It's been 11 years since the collection of Herman Charles Bosman's short stories was taken out of the Wynberg Girls High library.
I know this because I looked at the library stamps after I instructed my daughter to read some of Bosman's work before I took her to see the play Mafeking Road, which is a romp through four Bosman stories.
Hopefully Tara Notcutt's play will reignite the joys of Oom Schalk Lourens's wry humour amongst a generation who seem to be missing out on a significant contribution to South African literature.
And judging by my daughter's enjoyment of the stories on the page and Notcutt's staging thereof, they are indeed missing out.
I, and many of my peers who bothered to pick up a book, read Bosman as a boy and his observations of human nature evinced many a chuckle, an occasional querulous frown, and inspiration to embark on many an unwise adventure among the kopjes.
Given my enjoyment of Bosman I was quite certain that the tremendous trio of Notcutt with actors Andrew Laubscher and Mathew Lewis would have Mafeking Road proving equal to high expectations.
I was not disappointed. The play is a rollicking ride through 'A Bekkersdal Marathon', 'In the Withaak's Shade', 'Love Potion' and 'Willem Prinsloo's Peach Brandy'.
The very obvious vision of Bosman on stage would have the stories acted out by Schalk Lourens wannabes in velskoene, battered khaki's and a pipe.
Laubscher and Lewis are anything but. In fact Laubscher could do with hanging out on a Groot Marico farm for a while and developing an Afrikaans accent although Lewis could easily double as a Boer war outrider if he liked.
With ragged beard and one droopy eyelid he looks like he's already had one too many of Willem Prinsloo's peach brandies under his belt.
No, this pair of actors lean on no props - not even velskoene - in bringing the stories wonderfully to life.
Instead, they use their bodies, expressions, voices and an energetic over-the-top take on modern TV game show introductions to make us guffaw at the gullibility, naiveté, prejudices, pride and foibles of the Groot Marico characters so reflective of humanity in general.
However, the over-the-top whizzpoppery, while entertaining at first, became a bit tiresome later and Laubscher's utterly English pronunciation was at times at odds with his characters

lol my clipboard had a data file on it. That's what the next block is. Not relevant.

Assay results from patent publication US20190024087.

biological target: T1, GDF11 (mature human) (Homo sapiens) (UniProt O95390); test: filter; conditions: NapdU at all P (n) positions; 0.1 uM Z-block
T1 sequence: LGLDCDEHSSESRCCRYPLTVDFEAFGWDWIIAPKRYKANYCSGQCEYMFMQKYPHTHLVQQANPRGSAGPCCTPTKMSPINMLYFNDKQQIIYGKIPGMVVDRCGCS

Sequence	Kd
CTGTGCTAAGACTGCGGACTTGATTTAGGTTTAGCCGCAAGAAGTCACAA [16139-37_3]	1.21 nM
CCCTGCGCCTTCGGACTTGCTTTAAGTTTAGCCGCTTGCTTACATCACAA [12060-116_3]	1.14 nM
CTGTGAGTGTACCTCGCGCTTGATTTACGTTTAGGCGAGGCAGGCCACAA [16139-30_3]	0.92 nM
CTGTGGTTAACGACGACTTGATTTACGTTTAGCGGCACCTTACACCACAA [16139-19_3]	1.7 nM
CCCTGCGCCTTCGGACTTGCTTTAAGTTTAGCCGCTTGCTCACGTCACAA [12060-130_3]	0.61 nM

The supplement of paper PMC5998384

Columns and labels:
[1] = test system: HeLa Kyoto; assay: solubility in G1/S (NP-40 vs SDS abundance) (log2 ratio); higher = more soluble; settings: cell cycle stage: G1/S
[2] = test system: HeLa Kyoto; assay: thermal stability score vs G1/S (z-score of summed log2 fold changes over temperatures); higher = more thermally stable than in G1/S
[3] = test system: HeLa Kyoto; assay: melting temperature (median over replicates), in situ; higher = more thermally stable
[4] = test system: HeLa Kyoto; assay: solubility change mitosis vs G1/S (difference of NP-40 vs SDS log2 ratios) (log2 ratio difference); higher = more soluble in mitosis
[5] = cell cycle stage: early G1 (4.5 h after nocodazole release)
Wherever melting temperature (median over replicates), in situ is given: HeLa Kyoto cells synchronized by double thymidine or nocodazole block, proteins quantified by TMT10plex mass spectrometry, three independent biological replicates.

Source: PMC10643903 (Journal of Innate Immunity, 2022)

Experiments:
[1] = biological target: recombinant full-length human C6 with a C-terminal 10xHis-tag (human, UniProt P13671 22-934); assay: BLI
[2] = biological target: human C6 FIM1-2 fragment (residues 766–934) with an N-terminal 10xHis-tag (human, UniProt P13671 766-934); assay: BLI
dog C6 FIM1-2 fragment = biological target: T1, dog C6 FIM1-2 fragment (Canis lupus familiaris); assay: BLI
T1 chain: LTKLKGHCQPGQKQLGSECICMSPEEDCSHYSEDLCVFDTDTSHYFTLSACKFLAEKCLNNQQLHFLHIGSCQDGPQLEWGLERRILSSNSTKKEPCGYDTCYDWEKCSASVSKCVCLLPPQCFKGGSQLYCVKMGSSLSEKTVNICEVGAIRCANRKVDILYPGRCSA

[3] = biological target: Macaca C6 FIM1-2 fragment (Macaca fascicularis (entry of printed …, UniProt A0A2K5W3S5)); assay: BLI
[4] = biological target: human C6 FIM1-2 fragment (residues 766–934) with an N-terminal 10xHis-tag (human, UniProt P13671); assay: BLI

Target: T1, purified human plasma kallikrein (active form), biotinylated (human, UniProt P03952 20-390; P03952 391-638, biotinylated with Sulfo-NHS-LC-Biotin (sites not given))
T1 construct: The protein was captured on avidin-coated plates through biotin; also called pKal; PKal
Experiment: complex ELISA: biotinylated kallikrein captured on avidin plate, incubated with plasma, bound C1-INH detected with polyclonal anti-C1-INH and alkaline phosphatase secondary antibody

Given that the opening at Kalk Bay Theatre was Mafeking Road's 50th showing, I suspect young Notcutt, developing in leaps and bounds from a high base, may have made a few alternative choices were she staging the play from scratch now.
Additionally, Bosman's endings are literary, they don't lend themselves to theatre. For the most part his stories don't end with a pop but with an aahh. Less a balloon exploding than a breath expelled as, after chuckling your way through the story, he reveals the irony and paradox inherent in human behaviour. He had a knack for doing this, leaving the story lingering in your mind. The same can be done in theatre, of course, but not in the liminaly slapstick performance used to illustrate his work here, which meant that as fun as the telling was, the endings generally left the actors somewhat stranded.
Except for Bekkersdal Marathon, which ran in episodes between the other three stories.
Which made it a shoe-in as the choice to tie the play up, leaving us with a show that despite a few shortfalls performs the feat of adding to Bosman's excellent legacy. It might also garner him some more readers.
Mafeking Road shows at Kalk Bay Theatre until September 8 from Wednesdays to Saturdays. You can have a superb dinner and a show for R295 or just book to see the show for R95. For further information go to www.kbt.co.za